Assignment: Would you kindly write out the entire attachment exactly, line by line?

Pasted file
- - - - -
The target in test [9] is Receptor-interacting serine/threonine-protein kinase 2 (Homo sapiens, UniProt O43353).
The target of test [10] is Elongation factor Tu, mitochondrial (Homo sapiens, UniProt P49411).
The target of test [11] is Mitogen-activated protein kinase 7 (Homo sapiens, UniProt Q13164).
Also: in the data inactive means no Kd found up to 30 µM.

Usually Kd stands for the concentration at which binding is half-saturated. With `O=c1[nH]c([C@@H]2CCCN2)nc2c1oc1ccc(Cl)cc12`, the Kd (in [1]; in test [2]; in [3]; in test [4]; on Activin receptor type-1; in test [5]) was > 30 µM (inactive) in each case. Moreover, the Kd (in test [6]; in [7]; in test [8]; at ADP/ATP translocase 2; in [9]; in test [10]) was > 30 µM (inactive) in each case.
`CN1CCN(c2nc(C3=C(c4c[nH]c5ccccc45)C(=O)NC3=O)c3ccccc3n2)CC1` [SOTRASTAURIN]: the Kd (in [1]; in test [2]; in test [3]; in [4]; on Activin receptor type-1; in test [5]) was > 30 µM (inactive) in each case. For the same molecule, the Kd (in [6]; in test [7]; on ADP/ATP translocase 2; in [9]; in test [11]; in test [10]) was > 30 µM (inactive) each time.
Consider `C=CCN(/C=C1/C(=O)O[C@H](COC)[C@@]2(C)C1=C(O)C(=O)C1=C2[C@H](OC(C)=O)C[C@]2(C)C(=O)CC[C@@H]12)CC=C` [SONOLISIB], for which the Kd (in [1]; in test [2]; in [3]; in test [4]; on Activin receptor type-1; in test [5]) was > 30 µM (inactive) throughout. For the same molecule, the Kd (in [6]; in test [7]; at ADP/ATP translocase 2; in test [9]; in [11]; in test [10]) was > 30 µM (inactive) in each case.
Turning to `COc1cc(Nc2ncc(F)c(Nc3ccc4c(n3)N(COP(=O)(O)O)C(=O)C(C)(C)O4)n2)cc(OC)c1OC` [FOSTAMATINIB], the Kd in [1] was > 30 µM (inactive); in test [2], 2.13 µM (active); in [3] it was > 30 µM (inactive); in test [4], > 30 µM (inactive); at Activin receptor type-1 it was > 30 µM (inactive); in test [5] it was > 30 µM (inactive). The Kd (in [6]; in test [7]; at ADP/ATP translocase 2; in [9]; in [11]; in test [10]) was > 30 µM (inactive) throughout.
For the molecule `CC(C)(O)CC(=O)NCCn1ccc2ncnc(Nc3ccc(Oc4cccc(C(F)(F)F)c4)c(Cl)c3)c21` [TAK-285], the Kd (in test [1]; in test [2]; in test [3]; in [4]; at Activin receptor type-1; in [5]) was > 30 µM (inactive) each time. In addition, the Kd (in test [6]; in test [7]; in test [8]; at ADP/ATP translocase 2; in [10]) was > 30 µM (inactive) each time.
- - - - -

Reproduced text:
The target in test [9] is Receptor-interacting serine/threonine-protein kinase 2 (Homo sapiens, UniProt O43353).
The target of test [10] is Elongation factor Tu, mitochondrial (Homo sapiens, UniProt P49411).
The target of test [11] is Mitogen-activated protein kinase 7 (Homo sapiens, UniProt Q13164).
Also: in the data inactive means no Kd found up to 30 µM.

Usually Kd stands for the concentration at which binding is half-saturated. With `O=c1[nH]c([C@@H]2CCCN2)nc2c1oc1ccc(Cl)cc12`, the Kd (in [1]; in test [2]; in [3]; in test [4]; on Activin receptor type-1; in test [5]) was > 30 µM (inactive) in each case. Moreover, the Kd (in test [6]; in [7]; in test [8]; at ADP/ATP translocase 2; in [9]; in test [10]) was > 30 µM (inactive) in each case.
`CN1CCN(c2nc(C3=C(c4c[nH]c5ccccc45)C(=O)NC3=O)c3ccccc3n2)CC1` [SOTRASTAURIN]: the Kd (in [1]; in test [2]; in test [3]; in [4]; on Activin receptor type-1; in test [5]) was > 30 µM (inactive) in each case. For the same molecule, the Kd (in [6]; in test [7]; on ADP/ATP translocase 2; in [9]; in test [11]; in test [10]) was > 30 µM (inactive) each time.
Consider `C=CCN(/C=C1/C(=O)O[C@H](COC)[C@@]2(C)C1=C(O)C(=O)C1=C2[C@H](OC(C)=O)C[C@]2(C)C(=O)CC[C@@H]12)CC=C` [SONOLISIB], for which the Kd (in [1]; in test [2]; in [3]; in test [4]; on Activin receptor type-1; in test [5]) was > 30 µM (inactive) throughout. For the same molecule, the Kd (in [6]; in test [7]; at ADP/ATP translocase 2; in test [9]; in [11]; in test [10]) was > 30 µM (inactive) in each case.
Turning to `COc1cc(Nc2ncc(F)c(Nc3ccc4c(n3)N(COP(=O)(O)O)C(=O)C(C)(C)O4)n2)cc(OC)c1OC` [FOSTAMATINIB], the Kd in [1] was > 30 µM (inactive); in test [2], 2.13 µM (active); in [3] it was > 30 µM (inactive); in test [4], > 30 µM (inactive); at Activin receptor type-1 it was > 30 µM (inactive); in test [5] it was > 30 µM (inactive). The Kd (in [6]; in test [7]; at ADP/ATP translocase 2; in [9]; in [11]; in test [10]) was > 30 µM (inactive) throughout.
For the molecule `CC(C)(O)CC(=O)NCCn1ccc2ncnc(Nc3ccc(Oc4cccc(C(F)(F)F)c4)c(Cl)c3)c21` [TAK-285], the Kd (in test [1]; in test [2]; in test [3]; in [4]; at Activin receptor type-1; in [5]) was > 30 µM (inactive) each time. In addition, the Kd (in test [6]; in test [7]; in test [8]; at ADP/ATP translocase 2; in [10]) was > 30 µM (inactive) each time.